This post is part of a 8-part blog series called, “Outward Focused.” Click here to watch the introduction video.


All authority in heaven and on earth has been given to me.  Go therefore and make disciples of all nations, baptizing them in the name of the Father and of the Son and of the Holy Spirit, teaching them to observe all that I have commanded you. And behold, I am with you always, to the end of the age.” – Matthew 28:19-20

Peter Drucker says it’s the human propensity to start with a clear vision and to get it muddied up along the way. It’s just kind of what happens to human beings in organizations. Drucker also said that it’s important for organizations to consistently ask two related questions, “What business are we in?” and “How’s business?”

In Matthew 28:19-20 Jesus wanted to make sure that his followers would never fall prey to that fuzziness. It’s called the great commission. From the start, he wanted the first Christians to know what business they were in. He said for everyone to hear, “Here is what I want my followers to do. I want you to lead people to faith, and I want you to disciple them into maturity.” Another way of saying it, “I want you to make new believers. I want you to help existing believers to be constantly growing in their faith.”

Then Jesus unveiled the organization through which this great commission was going to be carried out… it was called the church. Throughout the history of Christianity, the effectiveness of local churches has always been measured against this great commission. The question has always been, are new people finding a relationship with Jesus? And are existing believers growing up? Jesus’ dream was reaching people who are far from God. Mobilizing the ‘insiders’ to reach the ‘outsiders.’ If the great commission is what we’d call Jesus’ ‘mission statement.’ His vision statement can be summarized by his fulfillment of Isaiah’s messianic prophecy in Luke 4:18-21. In the very first act of Jesus’ public ministry, he goes into the synagogue, stands up and opens the scroll and reads the Messianic passage from Isaiah 61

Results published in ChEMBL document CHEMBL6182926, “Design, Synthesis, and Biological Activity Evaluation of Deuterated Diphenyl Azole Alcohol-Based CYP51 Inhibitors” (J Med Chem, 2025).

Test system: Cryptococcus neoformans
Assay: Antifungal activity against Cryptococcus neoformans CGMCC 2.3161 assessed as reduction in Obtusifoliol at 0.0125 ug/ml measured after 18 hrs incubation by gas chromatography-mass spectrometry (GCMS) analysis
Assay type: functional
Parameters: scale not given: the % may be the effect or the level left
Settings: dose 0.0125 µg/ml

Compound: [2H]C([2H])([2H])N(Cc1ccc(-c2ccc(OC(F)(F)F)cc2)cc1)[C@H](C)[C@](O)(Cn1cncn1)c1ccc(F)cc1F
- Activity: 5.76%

The Spirit of the Lord is upon me, because he has anointed me to proclaim good news to the poor. He has sent me to proclaim liberty to the captives and recovering of sight to the blind, to set at liberty those who are oppressed, to proclaim the year of the Lord’s favor… today this scripture has been fulfilled in your hearing.

So, Jesus announced his new kingdom that would bring justice, healing, shalom to the poor – hope to the broken, to the prisoners, to the outcasts. That those far from God would be brought near to God. Very different than the kingdoms people were used to on earth with their castles and crowns and conquests. Christ’s kingdom was not about lands, and thrones, and power, but about a new way for God’s people to live under God’s authority. This continues to be good news for the lost and broken as long as the church remains committed to Jesus’ original vision.

Let’s go to another one of Jesus’ firsts. If Luke 4 was the content of Jesus’ first act of public ministry, there’s another indicator of his priorities during the calling of the first disciples over in Matthew 4. Jesus provides a very simple and very concise job description for the first disciples. He comes up to Peter and Andrew as they were fishing and he says,

Follow me, and I will make you fishers of men. – Matthew 4:19

Again and again Jesus provides us with clear directives that his vision and his vision for his followers is to maintain an outward focus. And to continue with his in-gathering efforts during our short time on the planet.

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